A lawyer of considerable attainments, he was essentially a critic and frequently a very unwise one. He ridiculed Scott and Wordsworth and Coleridge, and attempted to kill out of hand the romantic school of poetry. But at the same time he wrote much good, sound criticism, and said many a kindly word to young venturers in the great world of letters. He saw at once the high promise of Macaulay's prose, and later on, with equal insight, he gave Carlyle his introduction to literary success. The weakness of Jeffrey's reviewing was that he considered it a duty to find the faults of the work under consideration, rather than its virtues. His motto, "The Judge is condemned who frees the guilty"— sufficiently indicates his limitations as a critic. In his opinions he was absolutely without fear or favor. Altogether, it is well to remember the opinion of Carlyle-himself no gentle viewer of men: "He was not deep enough, pious or reverent enough, to have been great in literature: but he was a man intrinsically of veracity: said nothing without meaning it to some considerable degree; had the quickest perceptions; excellent practical discernment of what lay before him." And again: "Jeffrey was by no means the supreme in criticism or in anything else; but it is certain there has been no critic who has appeared amongst us since who was worth naming beside him."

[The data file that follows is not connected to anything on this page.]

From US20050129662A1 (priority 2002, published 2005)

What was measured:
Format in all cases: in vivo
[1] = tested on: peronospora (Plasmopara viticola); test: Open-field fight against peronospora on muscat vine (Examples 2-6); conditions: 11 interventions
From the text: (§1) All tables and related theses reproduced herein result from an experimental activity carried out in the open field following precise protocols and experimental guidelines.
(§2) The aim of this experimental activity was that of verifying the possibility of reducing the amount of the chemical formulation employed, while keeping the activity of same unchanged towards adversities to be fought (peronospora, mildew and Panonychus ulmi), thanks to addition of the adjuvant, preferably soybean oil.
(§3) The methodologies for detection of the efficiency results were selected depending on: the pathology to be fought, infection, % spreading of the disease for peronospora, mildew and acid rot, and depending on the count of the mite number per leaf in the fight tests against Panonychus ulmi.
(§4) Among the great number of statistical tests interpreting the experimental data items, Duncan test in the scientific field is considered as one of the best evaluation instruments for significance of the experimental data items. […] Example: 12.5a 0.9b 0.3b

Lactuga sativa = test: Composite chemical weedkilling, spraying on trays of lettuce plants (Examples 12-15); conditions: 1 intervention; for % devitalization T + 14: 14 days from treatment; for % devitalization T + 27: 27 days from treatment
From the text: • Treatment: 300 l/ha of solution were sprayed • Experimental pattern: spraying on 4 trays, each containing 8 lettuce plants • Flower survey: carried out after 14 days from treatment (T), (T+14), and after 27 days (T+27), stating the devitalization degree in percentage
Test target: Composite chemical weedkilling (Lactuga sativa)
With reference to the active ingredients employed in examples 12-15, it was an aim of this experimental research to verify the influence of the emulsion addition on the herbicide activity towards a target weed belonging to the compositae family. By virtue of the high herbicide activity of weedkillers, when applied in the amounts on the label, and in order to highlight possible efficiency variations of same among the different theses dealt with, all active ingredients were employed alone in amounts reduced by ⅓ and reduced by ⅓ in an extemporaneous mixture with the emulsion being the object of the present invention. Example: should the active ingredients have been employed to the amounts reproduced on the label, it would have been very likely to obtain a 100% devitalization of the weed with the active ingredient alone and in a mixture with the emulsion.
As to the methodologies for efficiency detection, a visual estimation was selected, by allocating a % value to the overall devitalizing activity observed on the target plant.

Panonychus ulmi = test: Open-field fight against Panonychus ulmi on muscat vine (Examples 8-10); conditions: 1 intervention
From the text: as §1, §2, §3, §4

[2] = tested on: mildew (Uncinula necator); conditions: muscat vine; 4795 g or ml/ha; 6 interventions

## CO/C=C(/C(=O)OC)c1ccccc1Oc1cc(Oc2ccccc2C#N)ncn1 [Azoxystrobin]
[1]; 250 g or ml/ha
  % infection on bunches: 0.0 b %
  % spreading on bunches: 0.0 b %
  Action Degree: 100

The Edinburgh Review liberal political footing.
commenced upon a very Tories and Whigs alike
contributed. But by and by the latter element began to predominate. For some six years the great Review held sole sway, expressing its ideas in politics and letters unchallenged by any rival. But presently the Tory party, now practically excluded, began to realize the value of an adjunct of this nature. Accordingly, in 1809, was established a Tory magazine-The Quarterly Review. It had headquarters in London, and was very different from the Edinburgh in the manner of its origin. The Edinburgh was the daring, almost impromptu, raid of a handful of brilliant and inexperienced young men; the Quarterly was carefully planned and thought out beforehand. Two names come up as especially connected with it-WILLIAM GIFford, (1756-1826), and JOHN GIBSON LOCKHART (1794– 1854).
Gifford was the first editor of the Quarterly and held his position until 1825. He was a "self-made" man (his numerous enemies did not let him forget that he had been a shoemaker), and the general tenor of his criticism lacked the finer qualities. He followed the Edinburgh critical methods, but was far more brutal. His heavy hand was beneficial in one or two instances; but his often savage reviews, and his rancor against the new school, are quite unjustifiable. Gifford belonged to a class which today is fortunately rare the literary hack, ready and thinking himself able to do anything that came to his hand. In 1797-8 he had edited the Anti